L-R: Secretary of Defense Leon Panetta, Chairman of the Joint Chiefs of Staff Gen. Martin E. Dempsey, Senior Airman Evan J. Stevens, Petty Officer 2nd Class Nicholas A. Beane, Staff Sergeant Christopher S. Beversdorf, Petty Officer Gregory F. Gaylor, Sergeant Clifford M. Wooldridge, Staff Sergeant Jacob J. Perkins, General Richard B. Myers, U.S. Air Force (Ret.), USO President and CEO Sloan Gibson. Photo credit: Ibrahim Dabo.

By Ibrahim Dabo

WASHINGTON, D.C.— “No other organization has our scope and scale, or is as well positioned to meet the wide array of needs facing troops and their families today,” said Sloan Gibson, president and CEO of the United Service Organizations (USO) during the group’s 2012 annual gala Nov. 2 in Washington, D.C.

Presentation of Colors

Presentation of Colors by the Armed Forces Color Guard at the 2012 USO Gala. Photo credit: Ibrahim Dabo.

The USO dates back to 1941, when it became apparent America was heading into World War II. Several organizations gathered together during that period to support the U.S. military including the Salvation Army, Young Men’s Christian Association, Young Women’s Christian Association, National Catholic Community Services, National Travelers Aid Association and the National Jewish Welfare Board. President Franklin D. Roosevelt played an instrumental role facilitating collaboration among these groups by forming the USO, for the primary purpose of reaching out to servicemen and women, and providing emotional support. 

Ib Talk Online Executive Editor Ibrahim Dabo caught up on the red carpet with Rear Admiral Frank Thorp IV (U.S. Navy, retired), USO senior vice president of marketing and communications, for an illuminating chat about his organization’s outstanding commitment to American men and women in military uniform and their families. 

Mr. Thorp is a longstanding communications expert. In his previous role as chief of information for the U.S. Navy where he was the senior spokesman providing strategic communications counsel to the Secretary of the Navy and Chief of Naval Operations, he led the Navy’s entire public affairs community, managing a global team of more than 2,000 communications professionals. He also served as deputy assistant secretary of Defense where he led the department’s strategic communications program. He served as special assistant for public affairs to the Chairman of the Joint Chiefs of Staff and to the Chief of Naval Operations, as well as chief of media for the U.S. Central Command (Forward) during Operation Iraqi Freedom.

IBRAHIM DABO: There’s so much excitement tonight and some fine American service members are being honored. Tell us what this annual event is all about.


Rear Admiral Frank Thorp IV: The USO is a sign to the troops and their families that, “America supports you.” Photo credit: Ibrahim Dabo.

REAR ADMIRAL FRANK THORP IV: The mission of the USO is to lift the spirit of troops and their families, and tonight we honor the troops who serve. We will recognize service members who have been identified by their specific services as USO service member honorees, which is a huge honor for the folks who serve. It’s also an opportunity for America to see the military – for America to see firsthand the great things the United States military is doing. And in a big way, it’s a chance to showcase the USO as the vehicle for Americans to show their support for the troops and their families.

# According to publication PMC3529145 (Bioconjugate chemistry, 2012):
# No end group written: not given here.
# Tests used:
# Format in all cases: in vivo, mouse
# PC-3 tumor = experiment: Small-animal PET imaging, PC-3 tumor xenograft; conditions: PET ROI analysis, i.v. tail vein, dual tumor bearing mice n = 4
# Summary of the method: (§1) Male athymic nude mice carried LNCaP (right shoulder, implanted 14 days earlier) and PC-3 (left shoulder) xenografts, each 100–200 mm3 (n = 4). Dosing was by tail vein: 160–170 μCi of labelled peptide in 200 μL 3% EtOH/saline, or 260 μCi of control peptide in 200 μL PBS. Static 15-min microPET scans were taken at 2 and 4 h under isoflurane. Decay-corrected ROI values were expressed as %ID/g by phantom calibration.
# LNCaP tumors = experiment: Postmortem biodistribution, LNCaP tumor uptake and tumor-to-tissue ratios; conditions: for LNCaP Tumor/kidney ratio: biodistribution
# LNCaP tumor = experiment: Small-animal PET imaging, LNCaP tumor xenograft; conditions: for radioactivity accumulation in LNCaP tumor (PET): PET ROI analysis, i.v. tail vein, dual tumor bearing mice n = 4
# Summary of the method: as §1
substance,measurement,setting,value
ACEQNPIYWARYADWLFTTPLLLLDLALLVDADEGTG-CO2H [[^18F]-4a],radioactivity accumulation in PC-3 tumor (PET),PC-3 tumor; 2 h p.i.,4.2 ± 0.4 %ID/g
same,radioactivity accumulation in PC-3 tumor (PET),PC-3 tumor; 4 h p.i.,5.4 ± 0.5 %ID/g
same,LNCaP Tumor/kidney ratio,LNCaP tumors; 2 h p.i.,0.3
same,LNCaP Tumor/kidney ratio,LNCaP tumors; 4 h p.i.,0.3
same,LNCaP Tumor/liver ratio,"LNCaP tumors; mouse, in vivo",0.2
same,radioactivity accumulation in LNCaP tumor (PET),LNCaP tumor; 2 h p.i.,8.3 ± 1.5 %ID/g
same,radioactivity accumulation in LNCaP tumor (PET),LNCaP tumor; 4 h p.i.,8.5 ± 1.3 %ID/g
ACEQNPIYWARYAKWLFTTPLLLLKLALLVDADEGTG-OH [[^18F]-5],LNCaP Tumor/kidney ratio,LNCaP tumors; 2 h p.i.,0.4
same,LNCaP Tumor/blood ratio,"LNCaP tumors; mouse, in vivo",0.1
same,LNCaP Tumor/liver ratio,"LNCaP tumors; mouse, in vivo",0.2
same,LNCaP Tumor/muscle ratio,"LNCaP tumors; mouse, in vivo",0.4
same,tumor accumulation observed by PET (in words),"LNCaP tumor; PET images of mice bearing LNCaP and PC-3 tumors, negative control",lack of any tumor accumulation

IBRAHIM DABO: What are some of the key programs undertaken by the USO?

REAR ADMIRAL FRANK THORP IV: The USO is a nonprofit private organization. We have more than 160 locations around the world. In 2012, we provided support to troops and their families more than 11 million times—through USO service centers, through programs that support wounded, ill and injured troops, through programs like partnerships with Sesame Street for military families, and through entertainment for families and for troops deployed overseas. We have nine centers in Afghanistan; we just recently closed our last center in Iraq as the troops came home. But we go where the troops are to make sure they know America supports their efforts.

IBRAHIM DABO: How important is it to support the servicemen and women of this generation as they deal with the challenges of service to their country or the aftereffects of being in harm’s way?

REAR ADMIRAL FRANK THORP IV: I can’t think of no bigger way to support the freedom of our country than to support those men and women who put themselves in harm’s way to defend that freedom. Back when Franklin Delano Roosevelt was president, he said he was going to commit all the equipment—all the airplanes, ships and trucks—we needed to win the war; but he also said it will take the people to win the war. And that’s when he tasked the USO to come to fruition and make sure the morale of our troops was as high as it could be because morale is critical to winning.

IBRAHIM DABO: Given that the mission of the USO is to lift the spirit of America’s troops and their families, how do the troops receive or react to all the love and support you give them wherever they are deployed, whether it’s Iraq, Afghanistan or elsewhere?

REAR ADMIRAL FRANK THORP IV: I haven’t had the opportunity to see the reaction firsthand but when the troops see the USO, a lot of times they see right through the USO to the support that the American people provide them. The USO is a sign to the troops and their families that, “America supports you.” America has your back and America will be there to make sure you have what you need to win and that you have the best situation possible.

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